Word of the Week: Regeneration

Regeneration means “to be made alive.” It is spiritual birth.

The Old Testament contains imagery that depicts salvation as regeneration. God gives us a new heart (Ezekiel 36:26), writes his law on our hearts (Jeremiah 31:33), and gives his people a heart for himself (Jeremiah 32:39). 

The New Testament describes regeneration as being born again (John 1:13; 3:3; 1 John 2:29; 4:7, 5:1), made new (2 Corinthians 5:17), and made alive when we were dead (Ephesians 2:5). 

To be regenerated is a work of God that brings spiritual life to those who were spiritually dead. 

The importance of regeneration as an aspect of salvation is that it emphasizes the glorious necessity of the work of God in our salvation. We are not saved by works, but by God’s grace through faith. Spiritually dead people cannot work, and therefore cannot earn God’s salvation. 

A number of years ago, Jeremy Bentham, British philosopher, willed his entire estate to the University Hospital of London. Bentham promoted Utilitarianism, an ideology teaching that anything that is painful is evil and anything that is pleasurable is good. Bentham longed for his life to mean something more, so his will included provision for the physical preservation of his body/skin. The condition for his estate going to the University Hospital was that his preserved body would be rolled by wheelchair to all board meetings. A sign was placed on his corpse, “Mr. Bentham, present but not voting.” Dead in every way, Bentham wanted to be present at the board meetings for the hospital in his will.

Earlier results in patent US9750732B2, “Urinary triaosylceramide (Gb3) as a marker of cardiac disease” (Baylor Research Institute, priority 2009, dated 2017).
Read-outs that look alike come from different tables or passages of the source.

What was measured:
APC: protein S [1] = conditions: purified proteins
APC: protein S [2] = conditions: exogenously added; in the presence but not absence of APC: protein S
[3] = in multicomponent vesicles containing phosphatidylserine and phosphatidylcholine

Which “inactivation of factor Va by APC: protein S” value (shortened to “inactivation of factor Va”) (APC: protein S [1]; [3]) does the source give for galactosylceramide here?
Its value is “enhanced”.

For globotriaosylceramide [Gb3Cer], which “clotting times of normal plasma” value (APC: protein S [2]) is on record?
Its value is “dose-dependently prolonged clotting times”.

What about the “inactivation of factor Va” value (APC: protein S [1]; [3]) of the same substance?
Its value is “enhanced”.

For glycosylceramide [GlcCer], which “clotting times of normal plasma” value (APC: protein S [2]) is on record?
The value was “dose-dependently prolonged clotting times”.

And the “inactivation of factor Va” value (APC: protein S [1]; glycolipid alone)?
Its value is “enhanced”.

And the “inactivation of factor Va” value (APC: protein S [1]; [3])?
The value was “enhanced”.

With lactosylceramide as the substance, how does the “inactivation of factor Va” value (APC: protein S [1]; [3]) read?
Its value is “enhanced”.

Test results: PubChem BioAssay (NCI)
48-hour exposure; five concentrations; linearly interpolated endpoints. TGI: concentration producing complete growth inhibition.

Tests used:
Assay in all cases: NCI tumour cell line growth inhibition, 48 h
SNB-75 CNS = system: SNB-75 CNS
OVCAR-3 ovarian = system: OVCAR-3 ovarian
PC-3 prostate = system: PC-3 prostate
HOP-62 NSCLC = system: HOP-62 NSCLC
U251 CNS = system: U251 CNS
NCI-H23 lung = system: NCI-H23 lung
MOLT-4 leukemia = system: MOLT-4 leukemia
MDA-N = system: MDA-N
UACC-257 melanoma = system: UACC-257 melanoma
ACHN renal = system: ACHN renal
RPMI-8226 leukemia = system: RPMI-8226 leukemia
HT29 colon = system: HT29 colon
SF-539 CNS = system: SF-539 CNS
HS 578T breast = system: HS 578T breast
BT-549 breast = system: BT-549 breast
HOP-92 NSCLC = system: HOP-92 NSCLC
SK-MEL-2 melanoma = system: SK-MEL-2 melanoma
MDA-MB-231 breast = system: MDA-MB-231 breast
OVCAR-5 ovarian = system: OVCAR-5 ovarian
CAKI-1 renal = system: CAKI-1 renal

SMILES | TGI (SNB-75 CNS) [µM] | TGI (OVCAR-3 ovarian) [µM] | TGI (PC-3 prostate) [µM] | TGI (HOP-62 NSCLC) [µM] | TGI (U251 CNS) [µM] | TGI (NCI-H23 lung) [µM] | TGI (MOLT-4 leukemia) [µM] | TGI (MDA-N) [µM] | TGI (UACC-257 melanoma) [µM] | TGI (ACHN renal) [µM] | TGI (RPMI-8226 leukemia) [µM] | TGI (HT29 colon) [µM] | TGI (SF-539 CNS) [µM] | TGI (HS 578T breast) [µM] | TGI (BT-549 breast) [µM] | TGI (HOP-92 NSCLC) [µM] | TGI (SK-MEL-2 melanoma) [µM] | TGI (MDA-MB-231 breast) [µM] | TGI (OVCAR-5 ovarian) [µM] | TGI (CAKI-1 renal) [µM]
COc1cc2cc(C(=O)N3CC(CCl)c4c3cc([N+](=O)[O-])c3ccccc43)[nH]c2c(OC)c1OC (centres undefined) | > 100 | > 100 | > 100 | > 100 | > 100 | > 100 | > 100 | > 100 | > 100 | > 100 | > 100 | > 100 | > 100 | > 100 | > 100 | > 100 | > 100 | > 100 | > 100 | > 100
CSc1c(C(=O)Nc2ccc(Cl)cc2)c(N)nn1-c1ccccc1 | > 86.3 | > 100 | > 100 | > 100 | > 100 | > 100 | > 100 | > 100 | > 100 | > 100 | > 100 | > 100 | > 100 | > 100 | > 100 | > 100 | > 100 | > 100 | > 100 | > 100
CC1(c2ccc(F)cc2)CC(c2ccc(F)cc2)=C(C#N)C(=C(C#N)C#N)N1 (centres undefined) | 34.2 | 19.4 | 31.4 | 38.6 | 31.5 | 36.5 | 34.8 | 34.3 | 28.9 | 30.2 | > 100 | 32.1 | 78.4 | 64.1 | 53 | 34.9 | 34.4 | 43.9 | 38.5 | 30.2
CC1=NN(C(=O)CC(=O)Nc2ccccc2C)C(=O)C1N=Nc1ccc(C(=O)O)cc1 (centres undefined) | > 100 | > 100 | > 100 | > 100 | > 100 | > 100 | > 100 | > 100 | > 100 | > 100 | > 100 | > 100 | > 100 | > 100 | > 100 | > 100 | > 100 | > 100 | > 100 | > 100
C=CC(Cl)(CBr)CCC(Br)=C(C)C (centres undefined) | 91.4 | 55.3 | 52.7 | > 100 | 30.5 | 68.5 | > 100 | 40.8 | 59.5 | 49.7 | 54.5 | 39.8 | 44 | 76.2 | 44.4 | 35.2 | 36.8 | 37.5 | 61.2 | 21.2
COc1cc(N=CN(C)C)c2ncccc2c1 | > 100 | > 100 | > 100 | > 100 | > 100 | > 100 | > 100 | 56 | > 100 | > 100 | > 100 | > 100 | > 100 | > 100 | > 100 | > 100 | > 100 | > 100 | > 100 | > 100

We may sneer at such hubris. While Bentham’s wealth may have outlasted him, he longed for significance past death. All he accomplished was something creepy. He was and is still dead. 

Bentham’s act is an illustration for humanity. Without God’s work of regeneration, mankind is “dead in trespasses and sins.” We are in need of spiritual resurrection. That’s what happens when God regenerates us.

Regeneration is the hope that God offers us life. In the gospel and through Christ’s regenerating work, we can have new life, real life, and eternal life. 

If you are a follower of Jesus, you have been made alive. Through regeneration, you are no longer spiritually dead, but you can know Jesus and be known by Jesus. This is good news. 

  • Regeneration should result in us praising the One who gave us life. 
  • Regeneration should result in us living our lives for the One who raised us from the dead. 
  • Regeneration should result in us walking in the good works God created us for. 

Photo by Klara Kulikova on Unsplash

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